Hip

Hip Anatomy

The hip joint is the largest weight-bearing joint in the human body. It is also referred to as a ball and socket joint and is surrounded by muscles, ligaments, and tendons. The thigh bone or femur and the pelvis join to form the hip joint.

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Inflammatory Arthritis of the Hip

Inflammation of the joints is referred to as arthritis. The inflammation arises when the smooth covering (cartilage) at the end surfaces of the bones wears away. In some cases, the inflammation is caused when the lining of the joint becomes inflamed as part of an underlying systemic disease. These conditions are referred to as inflammatory arthritis.

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Revision Hip Replacement

Revision hip replacement is a complex surgical procedure in which all or part of a previously implanted hip-joint is replaced with a new artificial hip-joint. Total hip replacement surgery is an option to relieve severe arthritis pain that limits your daily activities. During total hip replacement the damaged cartilage and bone is removed from the hip joint and replaced with artificial components. At times, hip replacement implants can wear out for various reasons and may need to be replaced with the help of a surgical procedure known as revision hip replacement surgery.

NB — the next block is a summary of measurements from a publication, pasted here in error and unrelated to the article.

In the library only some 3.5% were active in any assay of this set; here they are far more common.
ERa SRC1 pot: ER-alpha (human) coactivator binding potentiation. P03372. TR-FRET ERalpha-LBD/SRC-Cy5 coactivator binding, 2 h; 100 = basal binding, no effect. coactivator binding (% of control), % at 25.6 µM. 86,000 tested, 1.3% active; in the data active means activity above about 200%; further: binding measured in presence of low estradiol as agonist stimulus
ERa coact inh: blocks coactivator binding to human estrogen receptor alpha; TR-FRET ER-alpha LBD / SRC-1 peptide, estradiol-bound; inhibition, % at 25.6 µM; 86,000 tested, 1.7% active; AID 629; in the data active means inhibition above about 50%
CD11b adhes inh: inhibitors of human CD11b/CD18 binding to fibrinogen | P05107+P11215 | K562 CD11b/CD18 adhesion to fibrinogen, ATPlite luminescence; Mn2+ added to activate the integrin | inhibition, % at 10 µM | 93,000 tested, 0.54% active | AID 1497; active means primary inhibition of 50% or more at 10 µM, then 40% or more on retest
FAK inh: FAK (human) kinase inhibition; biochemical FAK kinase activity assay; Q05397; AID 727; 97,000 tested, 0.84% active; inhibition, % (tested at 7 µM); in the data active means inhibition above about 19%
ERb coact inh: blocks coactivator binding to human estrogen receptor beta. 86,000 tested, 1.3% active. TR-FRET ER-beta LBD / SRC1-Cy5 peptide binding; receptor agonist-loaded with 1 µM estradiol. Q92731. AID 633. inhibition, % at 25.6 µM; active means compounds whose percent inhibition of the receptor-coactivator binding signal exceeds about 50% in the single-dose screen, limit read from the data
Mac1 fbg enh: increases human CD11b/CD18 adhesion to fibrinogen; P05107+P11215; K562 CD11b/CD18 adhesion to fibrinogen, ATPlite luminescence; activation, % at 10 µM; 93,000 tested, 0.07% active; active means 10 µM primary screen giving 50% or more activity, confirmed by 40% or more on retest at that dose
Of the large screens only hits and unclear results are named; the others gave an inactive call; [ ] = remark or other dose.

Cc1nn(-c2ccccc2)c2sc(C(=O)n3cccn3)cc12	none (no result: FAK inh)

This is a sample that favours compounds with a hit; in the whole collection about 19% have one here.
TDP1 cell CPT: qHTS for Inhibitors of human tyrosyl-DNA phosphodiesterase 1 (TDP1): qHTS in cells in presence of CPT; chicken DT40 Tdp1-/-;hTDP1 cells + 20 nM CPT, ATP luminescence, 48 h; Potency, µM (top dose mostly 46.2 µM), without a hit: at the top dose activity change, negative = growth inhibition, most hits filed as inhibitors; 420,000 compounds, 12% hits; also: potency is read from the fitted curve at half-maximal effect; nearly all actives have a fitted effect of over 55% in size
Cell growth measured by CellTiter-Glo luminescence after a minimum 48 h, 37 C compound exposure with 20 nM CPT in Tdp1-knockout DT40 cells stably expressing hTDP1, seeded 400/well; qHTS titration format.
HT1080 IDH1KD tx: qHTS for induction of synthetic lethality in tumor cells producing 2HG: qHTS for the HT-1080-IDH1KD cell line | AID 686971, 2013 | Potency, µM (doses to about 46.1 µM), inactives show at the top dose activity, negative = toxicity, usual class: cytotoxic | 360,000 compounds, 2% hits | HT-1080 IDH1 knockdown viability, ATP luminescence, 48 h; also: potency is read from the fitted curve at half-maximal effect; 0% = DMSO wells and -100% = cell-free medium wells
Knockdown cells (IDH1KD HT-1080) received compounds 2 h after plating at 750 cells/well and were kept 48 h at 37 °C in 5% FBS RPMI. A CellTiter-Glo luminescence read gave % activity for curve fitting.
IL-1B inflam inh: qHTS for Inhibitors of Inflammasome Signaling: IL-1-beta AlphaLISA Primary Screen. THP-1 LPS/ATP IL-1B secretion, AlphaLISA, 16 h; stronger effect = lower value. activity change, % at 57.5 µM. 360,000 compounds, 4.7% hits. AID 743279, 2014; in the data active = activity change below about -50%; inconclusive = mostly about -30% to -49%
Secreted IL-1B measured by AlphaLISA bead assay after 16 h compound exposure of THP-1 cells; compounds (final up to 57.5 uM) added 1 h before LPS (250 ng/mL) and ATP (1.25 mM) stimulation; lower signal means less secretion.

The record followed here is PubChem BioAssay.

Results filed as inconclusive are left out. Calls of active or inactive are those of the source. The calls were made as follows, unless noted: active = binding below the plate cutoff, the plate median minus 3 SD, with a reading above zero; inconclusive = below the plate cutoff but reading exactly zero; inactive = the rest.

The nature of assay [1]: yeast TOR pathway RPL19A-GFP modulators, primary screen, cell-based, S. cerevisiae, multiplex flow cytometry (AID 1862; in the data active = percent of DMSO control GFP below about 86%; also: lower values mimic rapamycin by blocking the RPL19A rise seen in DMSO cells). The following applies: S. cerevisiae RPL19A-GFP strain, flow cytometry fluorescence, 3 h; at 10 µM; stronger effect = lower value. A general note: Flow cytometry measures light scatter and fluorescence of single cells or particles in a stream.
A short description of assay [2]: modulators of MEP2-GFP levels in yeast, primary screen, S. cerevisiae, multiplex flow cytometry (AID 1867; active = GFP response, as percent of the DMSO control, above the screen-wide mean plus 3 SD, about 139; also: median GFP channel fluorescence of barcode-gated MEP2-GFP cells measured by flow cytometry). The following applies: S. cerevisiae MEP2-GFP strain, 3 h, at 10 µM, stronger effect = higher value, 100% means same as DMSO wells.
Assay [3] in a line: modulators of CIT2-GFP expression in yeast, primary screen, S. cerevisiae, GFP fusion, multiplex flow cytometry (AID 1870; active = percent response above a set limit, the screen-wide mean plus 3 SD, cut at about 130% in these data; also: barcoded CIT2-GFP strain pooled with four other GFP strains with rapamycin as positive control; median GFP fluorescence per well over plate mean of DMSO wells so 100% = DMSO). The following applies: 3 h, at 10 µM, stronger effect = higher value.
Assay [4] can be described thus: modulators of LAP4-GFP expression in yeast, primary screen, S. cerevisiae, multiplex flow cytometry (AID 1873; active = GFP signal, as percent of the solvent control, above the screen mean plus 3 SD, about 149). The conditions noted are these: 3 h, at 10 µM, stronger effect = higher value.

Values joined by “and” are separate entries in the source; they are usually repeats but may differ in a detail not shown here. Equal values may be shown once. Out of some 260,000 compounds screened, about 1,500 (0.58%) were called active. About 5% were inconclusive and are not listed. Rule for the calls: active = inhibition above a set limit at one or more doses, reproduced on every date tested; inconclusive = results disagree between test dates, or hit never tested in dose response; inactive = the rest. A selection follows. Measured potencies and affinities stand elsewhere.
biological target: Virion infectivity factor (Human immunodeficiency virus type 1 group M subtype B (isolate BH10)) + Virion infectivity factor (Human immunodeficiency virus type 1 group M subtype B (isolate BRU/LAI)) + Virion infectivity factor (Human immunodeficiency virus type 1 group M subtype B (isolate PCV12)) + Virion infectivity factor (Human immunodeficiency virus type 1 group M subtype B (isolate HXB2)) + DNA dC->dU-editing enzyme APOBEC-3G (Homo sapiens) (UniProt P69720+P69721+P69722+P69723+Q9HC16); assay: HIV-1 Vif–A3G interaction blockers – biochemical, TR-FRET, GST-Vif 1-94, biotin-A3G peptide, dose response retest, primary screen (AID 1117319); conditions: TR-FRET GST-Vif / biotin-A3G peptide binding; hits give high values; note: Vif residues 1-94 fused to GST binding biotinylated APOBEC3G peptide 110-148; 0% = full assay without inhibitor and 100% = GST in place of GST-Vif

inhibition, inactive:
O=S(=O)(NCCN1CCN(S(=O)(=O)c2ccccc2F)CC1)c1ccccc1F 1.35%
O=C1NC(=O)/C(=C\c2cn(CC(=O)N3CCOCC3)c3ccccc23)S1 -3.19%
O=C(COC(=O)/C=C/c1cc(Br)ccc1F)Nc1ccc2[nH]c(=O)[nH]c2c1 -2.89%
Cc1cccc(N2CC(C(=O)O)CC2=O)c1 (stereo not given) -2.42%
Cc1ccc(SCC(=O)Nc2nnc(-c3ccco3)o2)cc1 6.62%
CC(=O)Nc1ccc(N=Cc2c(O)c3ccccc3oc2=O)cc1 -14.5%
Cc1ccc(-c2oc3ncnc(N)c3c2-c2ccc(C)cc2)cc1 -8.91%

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Minimally Invasive Total Hip Replacement

The hip joint is one of the body's largest weight-bearing joints and is the point where the thigh bone (femur) and the pelvis (acetabulum) join. It is a ball and socket joint in which the head of the femur is the ball and the pelvic acetabulum forms the socket. The joint surface is covered by a smooth articular cartilage that cushions and enables smooth movements of the joint.

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Click on the topics below to find out more from the orthopaedic connection website of American Academy of Orthopaedic Surgeons.